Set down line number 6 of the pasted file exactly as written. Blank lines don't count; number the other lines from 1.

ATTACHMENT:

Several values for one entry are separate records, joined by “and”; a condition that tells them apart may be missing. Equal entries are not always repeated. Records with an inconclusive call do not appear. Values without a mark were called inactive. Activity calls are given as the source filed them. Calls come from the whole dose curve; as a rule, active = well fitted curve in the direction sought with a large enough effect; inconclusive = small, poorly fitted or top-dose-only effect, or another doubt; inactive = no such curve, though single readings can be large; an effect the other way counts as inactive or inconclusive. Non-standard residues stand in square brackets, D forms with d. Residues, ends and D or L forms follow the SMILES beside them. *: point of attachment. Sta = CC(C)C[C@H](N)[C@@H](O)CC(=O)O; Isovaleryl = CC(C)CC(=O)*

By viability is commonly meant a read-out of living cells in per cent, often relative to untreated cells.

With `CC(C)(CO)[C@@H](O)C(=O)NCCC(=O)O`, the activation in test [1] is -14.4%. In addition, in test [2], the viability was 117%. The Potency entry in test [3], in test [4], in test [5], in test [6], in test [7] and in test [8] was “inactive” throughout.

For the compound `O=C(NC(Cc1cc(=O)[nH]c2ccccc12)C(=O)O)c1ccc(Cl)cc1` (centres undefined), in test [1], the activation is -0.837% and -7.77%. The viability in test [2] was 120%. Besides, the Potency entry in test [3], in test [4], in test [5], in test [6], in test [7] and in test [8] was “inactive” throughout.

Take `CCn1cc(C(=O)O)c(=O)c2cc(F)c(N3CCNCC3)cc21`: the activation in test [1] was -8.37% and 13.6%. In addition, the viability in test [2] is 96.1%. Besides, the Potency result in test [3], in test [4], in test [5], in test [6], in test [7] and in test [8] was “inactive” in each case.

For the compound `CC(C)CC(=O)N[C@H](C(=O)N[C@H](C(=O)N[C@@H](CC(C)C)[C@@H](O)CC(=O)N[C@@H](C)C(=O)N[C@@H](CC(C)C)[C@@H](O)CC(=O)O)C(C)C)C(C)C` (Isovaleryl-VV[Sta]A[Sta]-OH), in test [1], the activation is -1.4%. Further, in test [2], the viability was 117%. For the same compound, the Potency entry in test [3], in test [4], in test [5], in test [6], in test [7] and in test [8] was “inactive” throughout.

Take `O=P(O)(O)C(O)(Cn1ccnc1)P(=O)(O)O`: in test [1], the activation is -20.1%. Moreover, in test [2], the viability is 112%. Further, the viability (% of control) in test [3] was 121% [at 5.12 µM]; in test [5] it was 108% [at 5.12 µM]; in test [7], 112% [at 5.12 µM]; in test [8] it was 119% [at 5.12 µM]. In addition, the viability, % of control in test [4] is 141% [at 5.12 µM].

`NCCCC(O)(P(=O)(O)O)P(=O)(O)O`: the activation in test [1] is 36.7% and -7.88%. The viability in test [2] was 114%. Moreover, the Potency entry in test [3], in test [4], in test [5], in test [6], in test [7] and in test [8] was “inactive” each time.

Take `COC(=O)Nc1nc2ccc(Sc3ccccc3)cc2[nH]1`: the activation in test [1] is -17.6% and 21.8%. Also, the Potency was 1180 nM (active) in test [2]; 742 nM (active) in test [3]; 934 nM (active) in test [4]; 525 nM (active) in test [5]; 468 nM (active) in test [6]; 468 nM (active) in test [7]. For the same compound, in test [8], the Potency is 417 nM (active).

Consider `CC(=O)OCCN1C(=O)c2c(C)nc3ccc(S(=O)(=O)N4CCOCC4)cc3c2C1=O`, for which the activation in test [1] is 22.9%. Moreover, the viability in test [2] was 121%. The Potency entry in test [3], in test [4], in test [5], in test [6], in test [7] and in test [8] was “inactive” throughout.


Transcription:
For the compound `CC(C)CC(=O)N[C@H](C(=O)N[C@H](C(=O)N[C@@H](CC(C)C)[C@@H](O)CC(=O)N[C@@H](C)C(=O)N[C@@H](CC(C)C)[C@@H](O)CC(=O)O)C(C)C)C(C)C` (Isovaleryl-VV[Sta]A[Sta]-OH), in test [1], the activation is -1.4%. Further, in test [2], the viability was 117%. For the same compound, the Potency entry in test [3], in test [4], in test [5], in test [6], in test [7] and in test [8] was “inactive” throughout.